Robert II (September 1250 – 11 July 1302) was the Count of Artois, the posthumous son and heir of Robert I and Matilda of Brabant. He was a nephew of Louis IX of France. He died at the Battle of the Golden Spurs.
|Count of Artois|
|Died||11 July 1302 (aged 51)|
Battle of the Golden Spurs, near Kortrijk
|House||House of Artois|
|Father||Robert I of Artois|
|Mother||Matilda of Brabant|
An experienced soldier, he took part in the Aragonese Crusade and attempted an invasion of Sicily in 1287. In 1288, Robert began work on a great park at Hesdin. The park contained a menagerie, aviaries, fishponds, orchards, an enclosed garden and facilities for tournaments. It also contained mechanical statues including waving monkeys draped in skins.
He defeated the Flemings in 1297 at the Battle of Furnes. He was again sent into Flanders in July 1302, where he began to ravage the countryside and attempted to take the town of Kortrijk (Courtrai).
Battle of the Golden SpursEdit
He then met the Flemish army at the Battle of the Golden Spurs. His infantry advanced with great success against the Flemings (mostly city militia), but he ordered their recall to allow his cavalry to make the final, victorious charge. But on the broken, marshy ground, his knights were unable to gain enough momentum to break the Flemish shieldwall, and they were knocked down and slaughtered. Robert led some of the reserves in a second charge in an attempt to reverse their fortunes. Artois was unhorsed by Willem van Saeftinghe. He and his troops were cut down by the Flemish infantry.
In 1262, in Paris, Robert married Amicie de Courtenay (1250–1275), daughter of Pierre de Courtenay, Seigneur de Conches, a great-grandson of Louis VI, and Perronelle de Joigny. They had three children:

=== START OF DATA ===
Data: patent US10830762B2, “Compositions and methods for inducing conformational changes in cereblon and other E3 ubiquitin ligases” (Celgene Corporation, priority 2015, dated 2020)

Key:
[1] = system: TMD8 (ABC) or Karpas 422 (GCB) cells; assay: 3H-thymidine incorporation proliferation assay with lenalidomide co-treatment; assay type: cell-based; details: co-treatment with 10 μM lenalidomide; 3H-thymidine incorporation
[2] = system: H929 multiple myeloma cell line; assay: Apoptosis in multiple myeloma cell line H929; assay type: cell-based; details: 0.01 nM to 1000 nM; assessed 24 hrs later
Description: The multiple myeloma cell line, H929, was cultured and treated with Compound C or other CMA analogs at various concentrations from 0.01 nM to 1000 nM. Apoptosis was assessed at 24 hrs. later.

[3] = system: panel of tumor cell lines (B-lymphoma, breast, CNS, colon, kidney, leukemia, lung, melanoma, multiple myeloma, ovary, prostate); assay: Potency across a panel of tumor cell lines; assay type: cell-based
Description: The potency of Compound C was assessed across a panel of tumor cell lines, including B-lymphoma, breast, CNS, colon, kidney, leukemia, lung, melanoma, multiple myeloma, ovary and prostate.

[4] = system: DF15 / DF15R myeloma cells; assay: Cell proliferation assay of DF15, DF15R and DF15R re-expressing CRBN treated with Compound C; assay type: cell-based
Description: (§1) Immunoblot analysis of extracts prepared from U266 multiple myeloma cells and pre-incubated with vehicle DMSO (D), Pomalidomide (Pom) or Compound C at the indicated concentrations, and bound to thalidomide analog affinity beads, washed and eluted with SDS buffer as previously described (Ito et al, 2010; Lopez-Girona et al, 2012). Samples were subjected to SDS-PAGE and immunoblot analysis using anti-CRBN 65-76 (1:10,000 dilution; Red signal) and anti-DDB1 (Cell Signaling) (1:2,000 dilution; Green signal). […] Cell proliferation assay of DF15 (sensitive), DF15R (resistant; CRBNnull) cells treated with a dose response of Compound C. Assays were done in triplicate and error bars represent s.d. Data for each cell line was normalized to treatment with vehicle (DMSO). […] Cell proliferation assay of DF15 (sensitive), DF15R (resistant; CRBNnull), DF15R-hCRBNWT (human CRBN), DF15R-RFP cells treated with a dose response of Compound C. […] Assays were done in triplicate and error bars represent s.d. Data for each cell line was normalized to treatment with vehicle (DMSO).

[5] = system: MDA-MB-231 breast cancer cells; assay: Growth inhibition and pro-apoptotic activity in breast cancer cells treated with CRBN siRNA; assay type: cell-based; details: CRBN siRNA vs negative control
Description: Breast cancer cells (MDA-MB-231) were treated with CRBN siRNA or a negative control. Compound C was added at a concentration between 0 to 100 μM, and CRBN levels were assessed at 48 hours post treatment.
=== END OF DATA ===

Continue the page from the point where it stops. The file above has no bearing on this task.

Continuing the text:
After Amicie's death, Robert married twice more: first, in 1277, to Agnes of Dampierre (1237–1288), heiress of Bourbon, and then, on 18 October 1298 to Margaret (died 1342), daughter of John II, Count of Hainaut. After Robert's death, his daughter Mahaut inherited Artois, but his grandson Robert III unsuccessfully tried to claim it.
In popular cultureEdit
- Henneman Jr. 1995, p. 143.
- Housley 1992, p. 204.
- Landsberg 1995, p. 22.
- Macdougall 1986, p. 117,127.
- Funck-Brentano 1922, p. 375.
- Dunbabin 1991, p. 178.
- Dunbabin 2011, p. xiv.
- Fliegel, Stephen N. (2002). "The Cleveland Table Fountain and Gothic Automata". Cleveland Studies in the History of Art. 7: 16. ISSN 1092-3934. JSTOR 20079718.
- "You've Been Artois'd!". Horrible Histories. Season 3. Episode 1. Retrieved 27 November 2021 – via YouTube.
- Dunbabin, Jean (1991). A Hound of God: Pierre de la Palud and the Fourteenth-Century Church. Oxford University Press.
- Dunbabin, Jean (2011). The French in the Kingdom of Sicily, 1266–1305. Cambridge University Press.
- Funck-Brentano, Frantz (1922). The Middle Ages. Heinemann.
- Henneman Jr., John Bell (1995). "Artois". In Kibler, William W.; Zinn, Grover A.; Earp, Lawrence (eds.). Medieval France: An Encyclopedia. Routledge.
- Housley, Norman (1992). The Later Crusades, 1274–1580: From Lyons to Alcazar. Oxford University Press.
- Landsberg, Sylvia (1995). The Medieval Garden. Thames and Hudson.
- Macdougall, Elisabeth B., ed. (1986). Medieval Gardens. Dumbarton Oaks.